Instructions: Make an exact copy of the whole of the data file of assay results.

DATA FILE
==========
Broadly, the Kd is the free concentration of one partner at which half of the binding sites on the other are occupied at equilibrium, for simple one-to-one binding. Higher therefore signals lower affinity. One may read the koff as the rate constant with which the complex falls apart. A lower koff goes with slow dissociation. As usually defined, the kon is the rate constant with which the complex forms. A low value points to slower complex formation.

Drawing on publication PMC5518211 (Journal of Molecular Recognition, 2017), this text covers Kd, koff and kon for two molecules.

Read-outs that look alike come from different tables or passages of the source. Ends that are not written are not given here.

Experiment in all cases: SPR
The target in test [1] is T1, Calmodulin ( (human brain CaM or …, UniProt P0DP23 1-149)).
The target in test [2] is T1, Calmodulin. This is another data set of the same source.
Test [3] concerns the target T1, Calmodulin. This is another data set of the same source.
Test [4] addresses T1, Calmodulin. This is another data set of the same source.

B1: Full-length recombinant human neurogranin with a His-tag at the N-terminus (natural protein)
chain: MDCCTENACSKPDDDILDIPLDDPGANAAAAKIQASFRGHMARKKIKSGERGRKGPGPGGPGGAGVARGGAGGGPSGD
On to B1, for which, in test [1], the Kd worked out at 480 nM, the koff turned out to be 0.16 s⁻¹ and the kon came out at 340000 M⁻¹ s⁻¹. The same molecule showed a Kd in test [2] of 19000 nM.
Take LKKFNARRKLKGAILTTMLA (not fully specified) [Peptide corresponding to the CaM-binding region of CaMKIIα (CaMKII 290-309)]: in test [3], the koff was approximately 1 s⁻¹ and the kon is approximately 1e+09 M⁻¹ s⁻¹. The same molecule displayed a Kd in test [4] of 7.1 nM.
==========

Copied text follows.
Broadly, the Kd is the free concentration of one partner at which half of the binding sites on the other are occupied at equilibrium, for simple one-to-one binding. Higher therefore signals lower affinity. One may read the koff as the rate constant with which the complex falls apart. A lower koff goes with slow dissociation. As usually defined, the kon is the rate constant with which the complex forms. A low value points to slower complex formation.

Drawing on publication PMC5518211 (Journal of Molecular Recognition, 2017), this text covers Kd, koff and kon for two molecules.

Read-outs that look alike come from different tables or passages of the source. Ends that are not written are not given here.

Experiment in all cases: SPR
The target in test [1] is T1, Calmodulin ( (human brain CaM or …, UniProt P0DP23 1-149)).
The target in test [2] is T1, Calmodulin. This is another data set of the same source.
Test [3] concerns the target T1, Calmodulin. This is another data set of the same source.
Test [4] addresses T1, Calmodulin. This is another data set of the same source.

B1: Full-length recombinant human neurogranin with a His-tag at the N-terminus (natural protein)
chain: MDCCTENACSKPDDDILDIPLDDPGANAAAAKIQASFRGHMARKKIKSGERGRKGPGPGGPGGAGVARGGAGGGPSGD
On to B1, for which, in test [1], the Kd worked out at 480 nM, the koff turned out to be 0.16 s⁻¹ and the kon came out at 340000 M⁻¹ s⁻¹. The same molecule showed a Kd in test [2] of 19000 nM.
Take LKKFNARRKLKGAILTTMLA (not fully specified) [Peptide corresponding to the CaM-binding region of CaMKIIα (CaMKII 290-309)]: in test [3], the koff was approximately 1 s⁻¹ and the kon is approximately 1e+09 M⁻¹ s⁻¹. The same molecule displayed a Kd in test [4] of 7.1 nM.